Becoming all too predictable, NCAA basketball tournament should go seedless
I wouldn’t say the NCAA tournament is getting boring, just predictable.
I’m sorry, Cinderellas, but fairy godmothers apparently no longer exist. Or if they do, they must have lost most of their powers. The fairies might get you into the dance, Robert Morris, but only your wicked stepsisters, the high seeds, are going to be occupying the dance floor after the first song or two.
This year is a prime example. If the results went exactly as predicted by the seedings, the four remaining teams from each region — collectively known as the Sweet 16 — would consist entirely of 1, 2, 3, and 4 seeds. That’s exactly what’s happened in two of the four regions (East and South). Only two teams have “crashed” the Sweet 16 this year: Arizona, a No. 12 seed, and Purdue, a 5.
But this is just a continuation of a sad trend. Here are the seeds of the teams that made it to last year’s Final Four:
1, 1, 1 and 1.
In 2007 it was 1, 2, 2 and 1.
In 2006, things were a little more interesting: 4, 2, 3 and 11 (bless you, George Mason).
The NCAA tournament can still be fun even if there are no Cinderellas in the Final Four. Unfortunately, it’s become increasingly rare for low seeds to make any noise past the first round.
Let’s look at just one region, the East, over time.
This year’s East finalists are Pittsburgh (1), Duke (2), Villanova (3) and Xavier (4). Last year they were North Carolina (1), Tennessee (2), Louisville (3) and Washington State (4).
But let’s travel back in time to the better old days. Ten years ago, 1999, the East finalists were Duke (1), Southwest Missouri State (12), Temple (6) and Purdue (10).
Twenty years ago, 1989, they were Georgetown (1), North Carolina State (5), Minnesota (11) and Duke (2).
Thirty years ago, 1979, they were St. John’s (10), Rutgers (6), Penn (9) and Syracuse (4).
Lots of people like to see the top-ranked teams go deep in the tournament — unimaginative NCAA-tourney-pool players, for instance – but not me. And I would argue that predictability has hurt the tournament.
Two of the best-remembered NCAA championships were those won by relatively low seeds that went all the way. I’m talking about Villanova, an eight seed, beating Georgetown, a one, in 1985, and two years earlier, 1983, when sixth-seeded North Carolina State upset No. 1 Houston on a last second-shot. The world will little note nor long remember North Carolina or UConn winning the title this year.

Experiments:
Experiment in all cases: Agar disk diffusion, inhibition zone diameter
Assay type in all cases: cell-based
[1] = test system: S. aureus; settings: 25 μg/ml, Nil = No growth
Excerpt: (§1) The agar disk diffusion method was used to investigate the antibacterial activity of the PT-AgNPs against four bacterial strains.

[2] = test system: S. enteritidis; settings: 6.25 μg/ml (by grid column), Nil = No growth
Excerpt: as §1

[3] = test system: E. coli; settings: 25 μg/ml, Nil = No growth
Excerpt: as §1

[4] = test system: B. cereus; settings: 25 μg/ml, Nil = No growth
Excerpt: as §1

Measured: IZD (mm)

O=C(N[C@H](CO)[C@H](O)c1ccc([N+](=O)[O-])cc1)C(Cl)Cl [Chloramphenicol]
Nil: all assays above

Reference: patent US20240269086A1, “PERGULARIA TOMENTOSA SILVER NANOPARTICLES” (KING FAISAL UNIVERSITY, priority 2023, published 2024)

How can we reverse the predictability trend? If top high school prospects didn’t continually flock to teams in the Big East, ACC and other power conferences we might see more parity. But there’s no way to force the talent to disperse.
There is one way to break up the current monotony: dump the seeding system.
Theoretically, the best team should be able to beat any other team in the field. So why set it up so the top-ranked teams face only teams that are, on paper, inferior to them?
In the Kentucky Derby, the shortest path around the track, the pole position, doesn’t automatically go to the highest ranked horse or the betting favorite. The starting positions are pulled from a hat. Why not do the same thing with the 64 teams in the NCAA tourney field? It would not only be more interesting, it would be more fair.
Right now the first-round match-ups are like the sacrificial-lamb games we see early in the NCAA football season, a Nebraska bludgeoning an Akron. Seeding teams forces the lowest-ranked teams, the 16 seeds, to pull an almost unimaginable upset against the strongest, the No. 1s. Conversely, the top-ranked teams are given what amounts to a near free pass to Round 2. No 1-seed has ever fallen to a 16.
Seeding is a form of pre-programming, an attempt to create a title-game match-up of the theoretically strongest teams. The selection committee is getting better at this every year — to the detriment of the tournament. If you want to restore some of the fun and unpredictability of the tournament, cease trying to shape the outcome.